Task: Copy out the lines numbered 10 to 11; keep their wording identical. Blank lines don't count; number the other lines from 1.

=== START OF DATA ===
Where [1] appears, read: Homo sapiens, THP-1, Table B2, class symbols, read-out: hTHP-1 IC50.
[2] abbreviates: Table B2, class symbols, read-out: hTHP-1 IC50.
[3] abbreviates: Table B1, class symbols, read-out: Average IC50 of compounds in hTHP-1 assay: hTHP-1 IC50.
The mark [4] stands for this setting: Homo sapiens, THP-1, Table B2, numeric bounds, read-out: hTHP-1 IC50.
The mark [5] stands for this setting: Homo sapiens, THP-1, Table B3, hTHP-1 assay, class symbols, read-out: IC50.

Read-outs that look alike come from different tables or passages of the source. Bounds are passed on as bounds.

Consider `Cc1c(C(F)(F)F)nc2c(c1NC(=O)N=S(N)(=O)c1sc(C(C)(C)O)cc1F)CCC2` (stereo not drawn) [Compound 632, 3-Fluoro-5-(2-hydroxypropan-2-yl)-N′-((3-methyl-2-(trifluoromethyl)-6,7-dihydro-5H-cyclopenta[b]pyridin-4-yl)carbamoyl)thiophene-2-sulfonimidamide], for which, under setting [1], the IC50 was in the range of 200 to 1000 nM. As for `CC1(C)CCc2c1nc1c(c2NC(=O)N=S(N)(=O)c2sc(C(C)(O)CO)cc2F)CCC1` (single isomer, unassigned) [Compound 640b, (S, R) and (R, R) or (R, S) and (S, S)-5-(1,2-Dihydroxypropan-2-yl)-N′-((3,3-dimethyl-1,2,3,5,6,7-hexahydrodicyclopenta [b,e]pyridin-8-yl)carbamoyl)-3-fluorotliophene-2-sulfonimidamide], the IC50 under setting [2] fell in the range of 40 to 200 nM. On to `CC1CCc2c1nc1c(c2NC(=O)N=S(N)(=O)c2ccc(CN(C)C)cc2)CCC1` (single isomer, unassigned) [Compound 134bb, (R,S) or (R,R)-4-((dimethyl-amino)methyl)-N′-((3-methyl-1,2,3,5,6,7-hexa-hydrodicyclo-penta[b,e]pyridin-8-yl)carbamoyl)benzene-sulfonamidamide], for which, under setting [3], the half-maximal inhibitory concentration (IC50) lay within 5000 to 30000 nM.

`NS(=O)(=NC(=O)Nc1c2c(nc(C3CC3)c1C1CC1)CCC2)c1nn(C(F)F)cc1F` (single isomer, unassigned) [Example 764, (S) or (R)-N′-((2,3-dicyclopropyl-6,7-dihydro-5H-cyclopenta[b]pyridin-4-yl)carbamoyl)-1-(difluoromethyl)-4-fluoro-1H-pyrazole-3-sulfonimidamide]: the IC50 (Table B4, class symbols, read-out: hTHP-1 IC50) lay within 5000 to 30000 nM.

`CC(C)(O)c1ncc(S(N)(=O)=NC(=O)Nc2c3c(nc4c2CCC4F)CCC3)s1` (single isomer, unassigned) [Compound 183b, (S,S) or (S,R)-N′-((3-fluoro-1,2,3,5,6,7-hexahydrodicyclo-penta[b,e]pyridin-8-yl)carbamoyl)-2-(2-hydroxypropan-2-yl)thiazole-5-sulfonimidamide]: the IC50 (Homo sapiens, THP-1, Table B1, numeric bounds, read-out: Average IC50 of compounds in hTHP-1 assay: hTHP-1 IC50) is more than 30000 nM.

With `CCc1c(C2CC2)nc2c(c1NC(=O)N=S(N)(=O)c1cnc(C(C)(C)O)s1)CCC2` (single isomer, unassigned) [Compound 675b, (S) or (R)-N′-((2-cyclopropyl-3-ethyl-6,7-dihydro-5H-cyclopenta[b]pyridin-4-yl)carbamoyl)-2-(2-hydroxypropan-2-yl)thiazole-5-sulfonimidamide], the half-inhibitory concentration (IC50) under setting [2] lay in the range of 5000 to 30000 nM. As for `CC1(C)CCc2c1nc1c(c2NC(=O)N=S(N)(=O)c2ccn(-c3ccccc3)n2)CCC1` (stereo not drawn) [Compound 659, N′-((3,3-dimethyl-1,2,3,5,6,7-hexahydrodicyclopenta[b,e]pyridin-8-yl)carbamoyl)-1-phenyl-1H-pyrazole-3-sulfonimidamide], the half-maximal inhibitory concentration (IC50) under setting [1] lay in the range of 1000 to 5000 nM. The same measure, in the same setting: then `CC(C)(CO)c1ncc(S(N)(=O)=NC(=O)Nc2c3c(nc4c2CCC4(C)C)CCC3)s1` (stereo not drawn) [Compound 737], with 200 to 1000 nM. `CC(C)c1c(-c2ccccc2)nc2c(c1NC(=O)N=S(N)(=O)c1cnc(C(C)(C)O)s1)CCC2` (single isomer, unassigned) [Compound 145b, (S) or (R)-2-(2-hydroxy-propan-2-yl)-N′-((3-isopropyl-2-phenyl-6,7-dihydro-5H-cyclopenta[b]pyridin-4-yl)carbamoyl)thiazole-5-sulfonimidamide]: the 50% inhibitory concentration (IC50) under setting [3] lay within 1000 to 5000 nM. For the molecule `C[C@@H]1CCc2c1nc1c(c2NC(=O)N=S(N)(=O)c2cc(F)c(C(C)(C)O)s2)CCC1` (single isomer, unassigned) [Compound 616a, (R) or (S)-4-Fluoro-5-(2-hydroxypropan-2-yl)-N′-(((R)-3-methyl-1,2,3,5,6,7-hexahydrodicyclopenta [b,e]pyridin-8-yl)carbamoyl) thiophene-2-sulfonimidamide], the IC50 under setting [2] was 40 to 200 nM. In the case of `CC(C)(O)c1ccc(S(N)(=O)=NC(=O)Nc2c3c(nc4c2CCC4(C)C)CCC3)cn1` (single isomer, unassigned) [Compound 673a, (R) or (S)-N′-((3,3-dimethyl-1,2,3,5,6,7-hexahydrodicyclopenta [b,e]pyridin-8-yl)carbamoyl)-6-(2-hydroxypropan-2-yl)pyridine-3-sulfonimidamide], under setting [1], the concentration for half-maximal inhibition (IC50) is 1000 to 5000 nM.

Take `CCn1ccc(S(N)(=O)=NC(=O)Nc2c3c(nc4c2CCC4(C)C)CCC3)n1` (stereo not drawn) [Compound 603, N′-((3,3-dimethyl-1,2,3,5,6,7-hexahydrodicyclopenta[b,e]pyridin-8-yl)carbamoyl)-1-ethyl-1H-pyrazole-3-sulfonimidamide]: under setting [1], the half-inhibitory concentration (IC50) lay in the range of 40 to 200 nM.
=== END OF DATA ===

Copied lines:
With `CCc1c(C2CC2)nc2c(c1NC(=O)N=S(N)(=O)c1cnc(C(C)(C)O)s1)CCC2` (single isomer, unassigned) [Compound 675b, (S) or (R)-N′-((2-cyclopropyl-3-ethyl-6,7-dihydro-5H-cyclopenta[b]pyridin-4-yl)carbamoyl)-2-(2-hydroxypropan-2-yl)thiazole-5-sulfonimidamide], the half-inhibitory concentration (IC50) under setting [2] lay in the range of 5000 to 30000 nM. As for `CC1(C)CCc2c1nc1c(c2NC(=O)N=S(N)(=O)c2ccn(-c3ccccc3)n2)CCC1` (stereo not drawn) [Compound 659, N′-((3,3-dimethyl-1,2,3,5,6,7-hexahydrodicyclopenta[b,e]pyridin-8-yl)carbamoyl)-1-phenyl-1H-pyrazole-3-sulfonimidamide], the half-maximal inhibitory concentration (IC50) under setting [1] lay in the range of 1000 to 5000 nM. The same measure, in the same setting: then `CC(C)(CO)c1ncc(S(N)(=O)=NC(=O)Nc2c3c(nc4c2CCC4(C)C)CCC3)s1` (stereo not drawn) [Compound 737], with 200 to 1000 nM. `CC(C)c1c(-c2ccccc2)nc2c(c1NC(=O)N=S(N)(=O)c1cnc(C(C)(C)O)s1)CCC2` (single isomer, unassigned) [Compound 145b, (S) or (R)-2-(2-hydroxy-propan-2-yl)-N′-((3-isopropyl-2-phenyl-6,7-dihydro-5H-cyclopenta[b]pyridin-4-yl)carbamoyl)thiazole-5-sulfonimidamide]: the 50% inhibitory concentration (IC50) under setting [3] lay within 1000 to 5000 nM. For the molecule `C[C@@H]1CCc2c1nc1c(c2NC(=O)N=S(N)(=O)c2cc(F)c(C(C)(C)O)s2)CCC1` (single isomer, unassigned) [Compound 616a, (R) or (S)-4-Fluoro-5-(2-hydroxypropan-2-yl)-N′-(((R)-3-methyl-1,2,3,5,6,7-hexahydrodicyclopenta [b,e]pyridin-8-yl)carbamoyl) thiophene-2-sulfonimidamide], the IC50 under setting [2] was 40 to 200 nM. In the case of `CC(C)(O)c1ccc(S(N)(=O)=NC(=O)Nc2c3c(nc4c2CCC4(C)C)CCC3)cn1` (single isomer, unassigned) [Compound 673a, (R) or (S)-N′-((3,3-dimethyl-1,2,3,5,6,7-hexahydrodicyclopenta [b,e]pyridin-8-yl)carbamoyl)-6-(2-hydroxypropan-2-yl)pyridine-3-sulfonimidamide], under setting [1], the concentration for half-maximal inhibition (IC50) is 1000 to 5000 nM.

Take `CCn1ccc(S(N)(=O)=NC(=O)Nc2c3c(nc4c2CCC4(C)C)CCC3)n1` (stereo not drawn) [Compound 603, N′-((3,3-dimethyl-1,2,3,5,6,7-hexahydrodicyclopenta[b,e]pyridin-8-yl)carbamoyl)-1-ethyl-1H-pyrazole-3-sulfonimidamide]: under setting [1], the half-inhibitory concentration (IC50) lay in the range of 40 to 200 nM.